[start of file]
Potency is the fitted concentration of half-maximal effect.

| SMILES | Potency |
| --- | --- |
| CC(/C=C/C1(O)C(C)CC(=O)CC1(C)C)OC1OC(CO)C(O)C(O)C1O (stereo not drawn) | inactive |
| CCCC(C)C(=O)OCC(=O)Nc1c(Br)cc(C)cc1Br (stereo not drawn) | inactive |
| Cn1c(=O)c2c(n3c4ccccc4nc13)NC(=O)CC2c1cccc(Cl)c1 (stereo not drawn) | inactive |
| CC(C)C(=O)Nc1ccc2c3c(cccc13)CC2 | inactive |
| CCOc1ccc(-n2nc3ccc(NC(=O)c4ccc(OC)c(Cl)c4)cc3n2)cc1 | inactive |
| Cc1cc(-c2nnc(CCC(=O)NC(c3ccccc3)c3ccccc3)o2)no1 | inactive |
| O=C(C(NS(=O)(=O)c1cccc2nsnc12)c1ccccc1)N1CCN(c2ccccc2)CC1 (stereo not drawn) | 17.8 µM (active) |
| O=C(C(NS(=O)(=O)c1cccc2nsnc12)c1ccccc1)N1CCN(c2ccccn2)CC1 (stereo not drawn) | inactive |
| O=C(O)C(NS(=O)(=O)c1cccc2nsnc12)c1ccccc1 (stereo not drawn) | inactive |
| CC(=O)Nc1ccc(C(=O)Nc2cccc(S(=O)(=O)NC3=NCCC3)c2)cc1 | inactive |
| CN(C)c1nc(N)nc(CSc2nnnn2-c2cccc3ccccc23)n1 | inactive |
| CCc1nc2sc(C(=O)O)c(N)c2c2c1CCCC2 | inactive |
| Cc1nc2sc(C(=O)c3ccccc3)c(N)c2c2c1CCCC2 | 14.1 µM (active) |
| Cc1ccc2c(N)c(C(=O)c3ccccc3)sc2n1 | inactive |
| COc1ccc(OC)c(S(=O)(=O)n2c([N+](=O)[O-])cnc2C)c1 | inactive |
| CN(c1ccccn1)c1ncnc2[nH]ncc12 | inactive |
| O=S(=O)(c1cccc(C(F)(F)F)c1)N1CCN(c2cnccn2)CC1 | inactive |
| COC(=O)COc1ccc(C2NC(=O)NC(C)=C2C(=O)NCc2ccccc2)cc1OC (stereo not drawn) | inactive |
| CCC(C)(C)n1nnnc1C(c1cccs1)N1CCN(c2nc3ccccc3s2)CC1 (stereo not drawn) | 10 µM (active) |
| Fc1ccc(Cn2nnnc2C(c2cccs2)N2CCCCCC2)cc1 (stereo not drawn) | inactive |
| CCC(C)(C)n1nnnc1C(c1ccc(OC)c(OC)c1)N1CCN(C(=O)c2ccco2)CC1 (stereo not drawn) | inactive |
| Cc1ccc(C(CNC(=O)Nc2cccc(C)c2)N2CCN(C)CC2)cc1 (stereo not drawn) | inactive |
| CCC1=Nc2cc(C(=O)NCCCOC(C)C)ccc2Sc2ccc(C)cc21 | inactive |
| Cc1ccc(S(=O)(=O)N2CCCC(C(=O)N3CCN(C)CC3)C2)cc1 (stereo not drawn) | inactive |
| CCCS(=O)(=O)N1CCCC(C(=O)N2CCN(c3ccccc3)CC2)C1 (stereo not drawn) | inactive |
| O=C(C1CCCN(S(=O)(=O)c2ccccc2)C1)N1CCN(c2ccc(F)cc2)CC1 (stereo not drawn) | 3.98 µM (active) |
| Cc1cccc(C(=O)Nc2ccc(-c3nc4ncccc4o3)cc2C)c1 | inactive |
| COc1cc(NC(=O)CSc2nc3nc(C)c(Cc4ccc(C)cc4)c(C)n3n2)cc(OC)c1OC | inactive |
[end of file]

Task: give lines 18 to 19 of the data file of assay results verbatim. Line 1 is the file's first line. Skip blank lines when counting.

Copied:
| COc1ccc(OC)c(S(=O)(=O)n2c([N+](=O)[O-])cnc2C)c1 | inactive |
| CN(c1ccccn1)c1ncnc2[nH]ncc12 | inactive |